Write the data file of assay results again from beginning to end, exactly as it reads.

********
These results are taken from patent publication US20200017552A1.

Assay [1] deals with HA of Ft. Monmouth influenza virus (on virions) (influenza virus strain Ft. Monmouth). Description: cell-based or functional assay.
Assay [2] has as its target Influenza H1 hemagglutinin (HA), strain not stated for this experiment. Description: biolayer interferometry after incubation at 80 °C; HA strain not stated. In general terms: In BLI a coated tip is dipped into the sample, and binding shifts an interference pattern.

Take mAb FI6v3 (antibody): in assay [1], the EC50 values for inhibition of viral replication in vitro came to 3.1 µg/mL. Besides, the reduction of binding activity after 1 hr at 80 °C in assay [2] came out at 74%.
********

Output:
These results are taken from patent publication US20200017552A1.

Assay [1] deals with HA of Ft. Monmouth influenza virus (on virions) (influenza virus strain Ft. Monmouth). Description: cell-based or functional assay.
Assay [2] has as its target Influenza H1 hemagglutinin (HA), strain not stated for this experiment. Description: biolayer interferometry after incubation at 80 °C; HA strain not stated. In general terms: In BLI a coated tip is dipped into the sample, and binding shifts an interference pattern.

Take mAb FI6v3 (antibody): in assay [1], the EC50 values for inhibition of viral replication in vitro came to 3.1 µg/mL. Besides, the reduction of binding activity after 1 hr at 80 °C in assay [2] came out at 74%.